The Medical Chest: Dry Massage- Garshana

By Eleni Tsikrikas

Dry Brushing- Garshana

Dry brushing is one of Ayurveda’s daily self care steps. It promotes skin renewal, exfoliation and the elimination of toxins and impurities. The result is soft, firm, glowing skin.

Winter and Spring are considered the best seasons to dry brush. During these seasons its cold and dry or cold and moist. Cold slows things down and can increase sluggishness in the body mind. When Vata predominates, skin is thin, cold and dry. If Kapha predominates skin is thick, clammy with sluggish circulation.

Dry brushing warms and stimulates the skin bringing greater blood flow to the surface. Up to one third of toxins produced daily by the body are eliminated through the skin. As we age, our bodies ability to shed the outer layers of skin decreases. This leads to less efficient elimination of toxins, and places extra stress on other toxin removing organs – like the liver and kidneys.

Removing dry and dead skin cells by dry brushing each morning leaves the skin nourished and oxygenated. This practice improves the body’s ability to eliminate toxins and the function of sweat and secretion glands, turning your body back into the well oiled machine it should be.

The massage should only take about 5 minutes and is best done upon rising.

Vata types tend towards thin dry skin so, gentle massage, once a week is sufficient.
Pitta types tend towards warm sensitive skin so a couple times a week with medium friction is best. Less in summer.
Kapha types should do this as a daily ritual as they tend towards thicker skin and may hold on to fluids.

 

The Process

Tools needed:

  • A hand sized, soft, natural bristle brush or loofa mitt or silk gloves. Avoid synthetic fiber brushes and puffs because they are too rough.

How to:

  • Before bathing
  • Be gentle at first, the skin will become seasoned after a few weeks
  • Take extra care of tender areas
  • Avoid any problem spots, such as rashes or sores
  • As you acclimatize to the sensation, rub your skin quickly and fairly vigorously
  • Long strokes over the long bones such as the arms and legs
  • Use small circular movements for the joints of the shoulders, elbows, wrists, etc
  • Begin with the soles & brush upwards
  • If cellulite is an issue spend some time giving positive attention to those areas. Always finish any area with gentle strokes towards the heart
  • Progress from the legs to the hands and arms, brushing towards the shoulders. Next brush the head, ears and down the neck. Finish with the torso
  • Use the long wooden handle, brush your entire back then proceed to the front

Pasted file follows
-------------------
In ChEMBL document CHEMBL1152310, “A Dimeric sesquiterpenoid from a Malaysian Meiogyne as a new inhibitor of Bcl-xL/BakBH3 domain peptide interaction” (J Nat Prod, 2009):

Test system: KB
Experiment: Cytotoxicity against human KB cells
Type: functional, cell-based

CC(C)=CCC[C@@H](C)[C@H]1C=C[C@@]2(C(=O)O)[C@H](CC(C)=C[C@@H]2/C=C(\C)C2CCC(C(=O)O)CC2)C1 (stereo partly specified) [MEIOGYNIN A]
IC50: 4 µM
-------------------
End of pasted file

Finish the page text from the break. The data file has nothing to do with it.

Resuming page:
• Going in a clockwise motion around the belly button helps digestion
  • Be aware, this is a time to enjoy being with your body
  • Breath deeply while you brush
  • You can say nice things to yourself, such as “I love this body and see it radiantly healthy and filled with vitality”
  • Abhyanga or self oil massage, should be done after dry body brushing
  • Vata types finish with a warm shower or bath
  • Kapha and Pitta, types, finishing with a cool to cold rinse is beneficial as it closes the pores of the skin and stimulates circulation

Benefits

  • Boosts immunity & enhances circulation
  • Increases body appreciation, encourages well being, releases tension
  • Exfoliates and maintains skins vital functions of excretion & absorption
  • Stimulates hormone function
  • Activates pores to remove waste material
  • Increases blood and lymphatic circulation
  • Helps digestion and colon function
  • Removes excess heat of pitta and stagnation of kapha

for all these reasons, dry- brushing is an excellent routine to add to our day and weekly skincare routine.

 

Eleni discovered YOGA as a means for reducing stress in 1995 while practicing law in Sydney, Australia. Smitten, Eleni completed the Sydney Yoga Centre’s teacher training course. In 2000, Eleni quit the legal profession to teach Yoga full time. In 2004 Eleni moved to Los Angeles and began intensive study with Robert Birnberg a senior student in the T. Krichnamacharya lineage. The major focus of her studies is the “Yoga Sutras of Pantajali” the guidebook dedicated to creating a satvic mind.

Eleni is a Clinical Ayurvedic Specialist, CAS, a Pancha Karma Specialist PKS. She runs a private ayurvedic practice and teaches “Ayurvedic Skills for Living” courses in Silverlake and Sydney. She is a faculty member of The Yoga Institute in Sydney and at California College of Ayurveda, where she teaches and mentors students. She continues to pursue her passion for herbs, studying with renowned herbalist KP Khalsa. Eleni has completed the educational component leading to qualifications as a Western Herbalist. She is presently working on the accreditation process for the American Herbalist Guild.

Eleni passionately believes food is medicine and is looking forward to sharing her passion at The Yoga Institute with a monthly Ayuveda Workshop.


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